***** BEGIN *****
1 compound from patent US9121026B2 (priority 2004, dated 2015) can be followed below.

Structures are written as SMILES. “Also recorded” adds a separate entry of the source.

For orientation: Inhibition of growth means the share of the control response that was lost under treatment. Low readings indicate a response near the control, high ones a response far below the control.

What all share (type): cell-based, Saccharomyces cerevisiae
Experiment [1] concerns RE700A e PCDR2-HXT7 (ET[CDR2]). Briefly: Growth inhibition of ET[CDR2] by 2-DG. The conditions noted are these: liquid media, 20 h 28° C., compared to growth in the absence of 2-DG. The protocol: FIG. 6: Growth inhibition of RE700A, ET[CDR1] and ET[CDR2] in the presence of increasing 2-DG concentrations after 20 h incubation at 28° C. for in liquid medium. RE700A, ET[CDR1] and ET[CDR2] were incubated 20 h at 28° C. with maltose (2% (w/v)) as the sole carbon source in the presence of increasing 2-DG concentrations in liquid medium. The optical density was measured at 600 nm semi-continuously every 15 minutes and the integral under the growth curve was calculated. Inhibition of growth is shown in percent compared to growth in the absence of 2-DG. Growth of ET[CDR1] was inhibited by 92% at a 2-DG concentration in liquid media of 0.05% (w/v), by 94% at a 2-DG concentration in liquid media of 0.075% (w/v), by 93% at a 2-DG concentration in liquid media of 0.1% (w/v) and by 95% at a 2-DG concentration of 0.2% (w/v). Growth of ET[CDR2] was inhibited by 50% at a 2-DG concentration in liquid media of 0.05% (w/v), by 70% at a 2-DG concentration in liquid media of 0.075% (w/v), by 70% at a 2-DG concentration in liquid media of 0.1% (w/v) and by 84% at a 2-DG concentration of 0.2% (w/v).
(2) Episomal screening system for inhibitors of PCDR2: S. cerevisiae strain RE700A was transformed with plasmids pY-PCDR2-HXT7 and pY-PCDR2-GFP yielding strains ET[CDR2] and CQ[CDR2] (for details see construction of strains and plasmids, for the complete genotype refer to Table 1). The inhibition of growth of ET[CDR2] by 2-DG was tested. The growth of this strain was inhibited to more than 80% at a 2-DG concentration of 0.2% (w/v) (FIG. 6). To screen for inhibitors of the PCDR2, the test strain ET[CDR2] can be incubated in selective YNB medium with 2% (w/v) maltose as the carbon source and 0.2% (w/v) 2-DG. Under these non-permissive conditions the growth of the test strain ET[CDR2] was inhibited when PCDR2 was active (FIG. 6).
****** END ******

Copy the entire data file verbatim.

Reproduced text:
1 compound from patent US9121026B2 (priority 2004, dated 2015) can be followed below.

Structures are written as SMILES. “Also recorded” adds a separate entry of the source.

For orientation: Inhibition of growth means the share of the control response that was lost under treatment. Low readings indicate a response near the control, high ones a response far below the control.

What all share (type): cell-based, Saccharomyces cerevisiae
Experiment [1] concerns RE700A e PCDR2-HXT7 (ET[CDR2]). Briefly: Growth inhibition of ET[CDR2] by 2-DG. The conditions noted are these: liquid media, 20 h 28° C., compared to growth in the absence of 2-DG. The protocol: FIG. 6: Growth inhibition of RE700A, ET[CDR1] and ET[CDR2] in the presence of increasing 2-DG concentrations after 20 h incubation at 28° C. for in liquid medium. RE700A, ET[CDR1] and ET[CDR2] were incubated 20 h at 28° C. with maltose (2% (w/v)) as the sole carbon source in the presence of increasing 2-DG concentrations in liquid medium. The optical density was measured at 600 nm semi-continuously every 15 minutes and the integral under the growth curve was calculated. Inhibition of growth is shown in percent compared to growth in the absence of 2-DG. Growth of ET[CDR1] was inhibited by 92% at a 2-DG concentration in liquid media of 0.05% (w/v), by 94% at a 2-DG concentration in liquid media of 0.075% (w/v), by 93% at a 2-DG concentration in liquid media of 0.1% (w/v) and by 95% at a 2-DG concentration of 0.2% (w/v). Growth of ET[CDR2] was inhibited by 50% at a 2-DG concentration in liquid media of 0.05% (w/v), by 70% at a 2-DG concentration in liquid media of 0.075% (w/v), by 70% at a 2-DG concentration in liquid media of 0.1% (w/v) and by 84% at a 2-DG concentration of 0.2% (w/v).
(2) Episomal screening system for inhibitors of PCDR2: S. cerevisiae strain RE700A was transformed with plasmids pY-PCDR2-HXT7 and pY-PCDR2-GFP yielding strains ET[CDR2] and CQ[CDR2] (for details see construction of strains and plasmids, for the complete genotype refer to Table 1). The inhibition of growth of ET[CDR2] by 2-DG was tested. The growth of this strain was inhibited to more than 80% at a 2-DG concentration of 0.2% (w/v) (FIG. 6). To screen for inhibitors of the PCDR2, the test strain ET[CDR2] can be incubated in selective YNB medium with 2% (w/v) maltose as the carbon source and 0.2% (w/v) 2-DG. Under these non-permissive conditions the growth of the test strain ET[CDR2] was inhibited when PCDR2 was active (FIG. 6).